Interesting piece in the NY Times that spends a lot of time on Judge Roberts writing a testy dissent. What is more interesting is the following:
A Supreme Court decision on Wednesday in an uncelebrated criminal case did more than resolve a dispute over whether the police can search a home without a warrant when one occupant gives consent but another objects.***
Writing for the majority, Justice David H. Souter said the search was unreasonable, given the vocal objection of the husband, Scott Randolph. True, Justice Souter said, the court had long permitted one party to give consent to a search of shared premises under what is known as the “co-occupant consent rule.” But he said that rule should be limited to the context in which it was first applied, the absence of the person who later objected.
The presence of the objecting person changed everything, Justice Souter said, noting that it defied “widely shared social expectations” for someone to come to the door of a dwelling and to cross the threshold at one occupant’s invitation if another objected.
“Without some very good reason, no sensible person would go inside under those conditions,” he said.
“We have, after all, lived our whole national history with an understanding of the ancient adage that a man’s home is his castle,” Justice Souter said. “Disputed permission is thus no match for this central value of the Fourth Amendment.”
Justices John Paul Stevens, Anthony M. Kennedy and Ruth Bader Ginsburg joined the majority opinion, as did Justice Stephen G. Breyer, who explained himself in a concurring opinion notable for its ambivalent tone. Justice Samuel A. Alito Jr. did not vote, as he was not a member of the court when the case was argued.
The dissenters, in addition to Chief Justice Roberts, were Justices Antonin Scalia and Clarence Thomas. In his opinion, the chief justice took aim at the majority’s description of social custom, as well as its reliance on that description to reshape “a great deal of established Fourth Amendment law.”
Every lower federal court to have considered the issue, as well as most state courts, had concluded that one party’s consent was sufficient. The Georgia Supreme Court, in its 2004 decision that the justices affirmed, was in the minority, ruling in this case that the evidence of Mr. Randolph’s cocaine use was inadmissible.
“The fact is that a wide variety of differing social situations can readily be imagined, giving rise to quite different social expectations,” Chief Justice Roberts said. For example, he continued, “a guest who came to celebrate an occupant’s birthday, or one who had traveled some distance for a particular reason, might not readily turn away simply because of a roommate’s objection.”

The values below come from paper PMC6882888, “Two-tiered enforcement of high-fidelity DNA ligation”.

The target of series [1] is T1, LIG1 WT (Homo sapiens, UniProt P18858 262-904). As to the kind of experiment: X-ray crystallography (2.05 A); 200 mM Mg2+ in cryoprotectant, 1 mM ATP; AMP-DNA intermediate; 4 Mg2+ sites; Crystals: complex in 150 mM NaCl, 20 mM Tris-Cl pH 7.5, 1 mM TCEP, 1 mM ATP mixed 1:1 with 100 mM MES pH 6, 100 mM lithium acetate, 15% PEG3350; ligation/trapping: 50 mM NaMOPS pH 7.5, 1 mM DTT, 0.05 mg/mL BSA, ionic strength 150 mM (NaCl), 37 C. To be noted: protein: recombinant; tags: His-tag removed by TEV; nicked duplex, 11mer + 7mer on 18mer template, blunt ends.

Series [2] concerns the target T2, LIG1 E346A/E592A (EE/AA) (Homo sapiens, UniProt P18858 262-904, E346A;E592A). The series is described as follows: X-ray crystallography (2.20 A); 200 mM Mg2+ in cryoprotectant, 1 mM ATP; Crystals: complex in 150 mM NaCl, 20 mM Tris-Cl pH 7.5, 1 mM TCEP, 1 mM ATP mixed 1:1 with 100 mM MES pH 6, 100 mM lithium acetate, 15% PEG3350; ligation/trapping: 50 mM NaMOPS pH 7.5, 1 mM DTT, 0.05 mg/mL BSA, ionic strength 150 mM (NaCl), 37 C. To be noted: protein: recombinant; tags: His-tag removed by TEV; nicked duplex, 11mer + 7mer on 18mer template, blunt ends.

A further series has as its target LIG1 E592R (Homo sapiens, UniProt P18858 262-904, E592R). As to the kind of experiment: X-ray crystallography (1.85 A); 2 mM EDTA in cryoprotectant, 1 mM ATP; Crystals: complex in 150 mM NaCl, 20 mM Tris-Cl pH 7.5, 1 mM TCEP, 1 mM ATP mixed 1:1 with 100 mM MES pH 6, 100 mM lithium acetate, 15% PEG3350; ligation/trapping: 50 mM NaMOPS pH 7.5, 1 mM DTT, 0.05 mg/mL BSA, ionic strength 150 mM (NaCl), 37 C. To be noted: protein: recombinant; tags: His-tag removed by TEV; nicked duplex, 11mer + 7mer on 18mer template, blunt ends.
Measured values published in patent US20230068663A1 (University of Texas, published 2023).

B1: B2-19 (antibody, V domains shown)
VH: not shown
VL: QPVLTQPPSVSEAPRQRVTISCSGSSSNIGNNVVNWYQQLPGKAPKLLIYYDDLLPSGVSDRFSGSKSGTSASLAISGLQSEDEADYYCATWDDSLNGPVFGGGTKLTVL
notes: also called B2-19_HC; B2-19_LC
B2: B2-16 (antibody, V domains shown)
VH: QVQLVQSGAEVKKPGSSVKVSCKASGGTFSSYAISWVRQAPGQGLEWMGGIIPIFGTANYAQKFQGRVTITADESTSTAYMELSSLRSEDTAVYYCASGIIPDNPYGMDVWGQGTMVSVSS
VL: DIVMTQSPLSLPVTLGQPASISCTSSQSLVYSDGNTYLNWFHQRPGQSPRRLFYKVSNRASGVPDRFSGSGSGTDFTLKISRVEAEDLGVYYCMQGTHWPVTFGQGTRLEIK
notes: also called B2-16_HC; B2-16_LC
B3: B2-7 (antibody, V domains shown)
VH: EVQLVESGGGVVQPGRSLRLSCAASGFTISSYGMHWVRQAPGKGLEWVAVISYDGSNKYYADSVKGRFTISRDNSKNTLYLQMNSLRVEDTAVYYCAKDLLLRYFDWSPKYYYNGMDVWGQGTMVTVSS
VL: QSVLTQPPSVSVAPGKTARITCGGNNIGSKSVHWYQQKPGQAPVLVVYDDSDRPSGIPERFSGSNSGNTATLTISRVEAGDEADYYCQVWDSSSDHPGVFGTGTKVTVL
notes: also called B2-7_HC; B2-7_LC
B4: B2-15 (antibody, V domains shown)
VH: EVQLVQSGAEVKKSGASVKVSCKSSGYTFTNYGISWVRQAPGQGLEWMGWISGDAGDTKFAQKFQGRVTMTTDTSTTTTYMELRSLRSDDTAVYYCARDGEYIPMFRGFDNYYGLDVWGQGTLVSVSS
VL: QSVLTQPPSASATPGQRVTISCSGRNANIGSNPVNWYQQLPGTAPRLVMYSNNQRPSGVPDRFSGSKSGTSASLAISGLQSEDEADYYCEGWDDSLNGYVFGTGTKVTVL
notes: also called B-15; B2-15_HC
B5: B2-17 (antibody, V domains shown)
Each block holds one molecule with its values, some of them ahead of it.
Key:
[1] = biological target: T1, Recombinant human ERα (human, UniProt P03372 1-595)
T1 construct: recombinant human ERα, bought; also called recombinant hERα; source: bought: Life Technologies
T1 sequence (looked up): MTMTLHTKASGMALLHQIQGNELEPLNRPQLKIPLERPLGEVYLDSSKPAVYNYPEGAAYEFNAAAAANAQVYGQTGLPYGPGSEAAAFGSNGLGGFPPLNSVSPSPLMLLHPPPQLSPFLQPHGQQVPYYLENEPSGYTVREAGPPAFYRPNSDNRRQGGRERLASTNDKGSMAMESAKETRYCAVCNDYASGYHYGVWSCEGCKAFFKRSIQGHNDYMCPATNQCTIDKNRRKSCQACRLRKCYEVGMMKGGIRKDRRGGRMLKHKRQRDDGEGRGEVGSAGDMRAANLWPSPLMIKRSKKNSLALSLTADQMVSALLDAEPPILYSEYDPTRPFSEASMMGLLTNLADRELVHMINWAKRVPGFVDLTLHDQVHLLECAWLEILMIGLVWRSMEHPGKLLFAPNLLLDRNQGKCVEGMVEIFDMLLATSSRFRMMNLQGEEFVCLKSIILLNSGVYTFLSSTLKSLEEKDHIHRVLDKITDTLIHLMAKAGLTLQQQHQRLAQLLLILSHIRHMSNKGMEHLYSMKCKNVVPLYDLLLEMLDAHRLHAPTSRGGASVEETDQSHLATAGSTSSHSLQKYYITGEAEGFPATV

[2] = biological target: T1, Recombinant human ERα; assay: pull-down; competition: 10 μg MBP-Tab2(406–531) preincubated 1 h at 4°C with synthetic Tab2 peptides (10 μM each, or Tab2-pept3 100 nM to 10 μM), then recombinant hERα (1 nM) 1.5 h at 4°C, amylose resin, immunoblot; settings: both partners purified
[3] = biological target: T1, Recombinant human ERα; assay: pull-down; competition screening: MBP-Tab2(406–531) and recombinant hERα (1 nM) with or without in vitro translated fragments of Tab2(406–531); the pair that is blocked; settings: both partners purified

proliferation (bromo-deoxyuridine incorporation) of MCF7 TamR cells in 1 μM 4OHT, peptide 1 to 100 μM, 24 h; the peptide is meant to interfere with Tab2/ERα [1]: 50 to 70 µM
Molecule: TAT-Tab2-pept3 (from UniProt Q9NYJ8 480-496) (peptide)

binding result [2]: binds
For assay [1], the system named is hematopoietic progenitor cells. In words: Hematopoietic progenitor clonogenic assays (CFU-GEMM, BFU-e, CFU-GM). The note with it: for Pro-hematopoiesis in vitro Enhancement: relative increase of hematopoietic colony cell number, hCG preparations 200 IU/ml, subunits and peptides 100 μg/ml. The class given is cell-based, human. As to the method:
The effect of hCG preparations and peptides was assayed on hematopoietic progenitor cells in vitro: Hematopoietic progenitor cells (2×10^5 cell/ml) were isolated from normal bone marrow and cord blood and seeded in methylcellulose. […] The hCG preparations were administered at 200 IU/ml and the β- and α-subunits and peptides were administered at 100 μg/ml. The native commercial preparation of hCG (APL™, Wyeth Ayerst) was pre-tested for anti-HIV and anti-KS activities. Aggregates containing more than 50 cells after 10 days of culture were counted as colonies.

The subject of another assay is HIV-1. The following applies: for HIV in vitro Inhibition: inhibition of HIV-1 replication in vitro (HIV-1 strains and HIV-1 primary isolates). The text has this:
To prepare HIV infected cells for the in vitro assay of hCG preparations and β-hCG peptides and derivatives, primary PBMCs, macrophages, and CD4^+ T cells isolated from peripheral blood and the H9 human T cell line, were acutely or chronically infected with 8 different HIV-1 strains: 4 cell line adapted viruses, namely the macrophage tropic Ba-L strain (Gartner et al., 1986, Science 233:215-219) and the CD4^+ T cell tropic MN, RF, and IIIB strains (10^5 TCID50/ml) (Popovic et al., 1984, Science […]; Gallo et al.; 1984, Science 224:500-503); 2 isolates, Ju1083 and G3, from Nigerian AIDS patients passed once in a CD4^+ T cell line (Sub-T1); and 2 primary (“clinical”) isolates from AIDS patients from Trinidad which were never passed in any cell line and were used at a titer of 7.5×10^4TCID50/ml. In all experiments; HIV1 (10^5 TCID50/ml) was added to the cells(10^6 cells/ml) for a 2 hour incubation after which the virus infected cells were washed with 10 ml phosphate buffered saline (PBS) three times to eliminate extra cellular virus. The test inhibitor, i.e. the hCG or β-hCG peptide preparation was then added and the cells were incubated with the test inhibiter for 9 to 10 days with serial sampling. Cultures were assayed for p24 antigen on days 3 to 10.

Noting that “the possible scenarios are limitless,” he said, “Such shifting expectations are not a promising foundation on which to ground a constitutional rule, particularly because the majority has no support for its basic assumption — that an invited guest encountering two disagreeing co-occupants would flee — beyond a hunch about how people would typically act in an atypical situation.”
The right wing of the Republican party has sold the libertarian/centrist wing of the party a bill of goods, and the modern ‘conservatives’ are clearly nothing more than statists who, rather than redistributing wealth like their brethern on the left, instead have decided that the state must have excessive rights in order to ‘protect’ us all from whatever the imagined fear du jour might be. Meanwhile, no one is left protecting us from the religionists and the the state itself.
In the new Republican era, only fetuses , tax shelters, and ‘traditional’ marriage deserve protection. According to the actions of the current Republican party, the rest of us need to be wiretapped, monitored, have our homes inspected for whatever reason without warrants, and are incapable of making decisions on our own. My 20 year affair with the Republican party is coming to an end. I am not voting for any Republican in 2006 at any level, and I will be hard pressed to vote for this party in 2008- unless, of course, Cindy Sheehan is the Democratic candidate. These ‘conservatives’ need abut 10-15 years in the wilderness.
*** Update ***
If you read this Patterico post, it would lead you to believe I am misinterpreting the dissent. No matter- I am still fed up with the GOP.